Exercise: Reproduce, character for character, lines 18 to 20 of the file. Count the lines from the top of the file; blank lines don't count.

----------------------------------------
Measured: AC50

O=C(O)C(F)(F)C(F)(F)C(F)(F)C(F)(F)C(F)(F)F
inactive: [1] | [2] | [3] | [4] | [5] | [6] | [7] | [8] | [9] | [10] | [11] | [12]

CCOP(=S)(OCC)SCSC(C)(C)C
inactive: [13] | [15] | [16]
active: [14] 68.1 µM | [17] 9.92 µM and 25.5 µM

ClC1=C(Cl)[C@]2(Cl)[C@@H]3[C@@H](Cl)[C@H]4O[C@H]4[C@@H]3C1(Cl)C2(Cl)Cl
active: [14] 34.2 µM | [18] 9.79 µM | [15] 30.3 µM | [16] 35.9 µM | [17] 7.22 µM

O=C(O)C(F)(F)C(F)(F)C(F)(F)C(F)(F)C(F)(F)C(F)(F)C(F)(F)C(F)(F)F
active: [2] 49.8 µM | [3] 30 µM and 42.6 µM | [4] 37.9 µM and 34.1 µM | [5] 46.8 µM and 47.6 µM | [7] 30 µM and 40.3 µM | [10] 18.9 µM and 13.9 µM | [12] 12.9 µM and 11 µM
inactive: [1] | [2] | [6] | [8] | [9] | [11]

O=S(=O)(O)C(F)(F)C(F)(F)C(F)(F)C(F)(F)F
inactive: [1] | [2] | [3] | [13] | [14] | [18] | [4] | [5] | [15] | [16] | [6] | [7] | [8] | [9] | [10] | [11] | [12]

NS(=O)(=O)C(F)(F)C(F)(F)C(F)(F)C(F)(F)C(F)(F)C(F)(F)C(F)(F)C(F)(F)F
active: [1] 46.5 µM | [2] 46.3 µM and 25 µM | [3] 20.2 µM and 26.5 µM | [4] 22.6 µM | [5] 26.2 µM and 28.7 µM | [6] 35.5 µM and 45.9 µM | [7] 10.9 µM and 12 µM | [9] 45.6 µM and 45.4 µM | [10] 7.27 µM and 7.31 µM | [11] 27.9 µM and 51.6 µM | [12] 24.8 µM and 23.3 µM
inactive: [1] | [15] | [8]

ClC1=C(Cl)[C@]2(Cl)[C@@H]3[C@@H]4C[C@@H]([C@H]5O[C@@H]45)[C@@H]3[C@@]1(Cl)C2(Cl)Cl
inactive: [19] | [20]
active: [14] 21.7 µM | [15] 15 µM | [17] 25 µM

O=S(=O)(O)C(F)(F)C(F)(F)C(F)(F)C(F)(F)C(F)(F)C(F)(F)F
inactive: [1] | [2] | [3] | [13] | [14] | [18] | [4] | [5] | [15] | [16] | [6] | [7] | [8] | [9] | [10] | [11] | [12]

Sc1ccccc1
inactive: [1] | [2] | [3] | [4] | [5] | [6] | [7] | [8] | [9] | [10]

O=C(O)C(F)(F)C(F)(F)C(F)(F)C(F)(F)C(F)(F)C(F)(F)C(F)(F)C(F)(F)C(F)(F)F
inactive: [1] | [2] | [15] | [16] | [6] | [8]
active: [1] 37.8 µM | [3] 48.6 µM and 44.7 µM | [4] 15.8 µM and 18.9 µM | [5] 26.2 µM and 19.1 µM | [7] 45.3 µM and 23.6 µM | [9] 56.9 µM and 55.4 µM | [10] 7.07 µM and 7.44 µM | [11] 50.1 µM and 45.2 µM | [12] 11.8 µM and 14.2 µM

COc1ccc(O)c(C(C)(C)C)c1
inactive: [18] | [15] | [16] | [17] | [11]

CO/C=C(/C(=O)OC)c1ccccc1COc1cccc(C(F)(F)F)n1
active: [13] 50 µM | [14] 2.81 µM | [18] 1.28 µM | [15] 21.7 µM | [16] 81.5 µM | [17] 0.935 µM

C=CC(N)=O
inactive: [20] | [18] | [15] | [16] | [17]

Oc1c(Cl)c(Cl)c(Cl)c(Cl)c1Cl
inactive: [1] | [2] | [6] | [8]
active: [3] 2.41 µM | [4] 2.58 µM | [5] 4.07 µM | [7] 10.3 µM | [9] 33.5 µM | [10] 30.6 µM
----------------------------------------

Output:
inactive: [19] | [20]
active: [14] 21.7 µM | [15] 15 µM | [17] 25 µM

O=S(=O)(O)C(F)(F)C(F)(F)C(F)(F)C(F)(F)C(F)(F)C(F)(F)F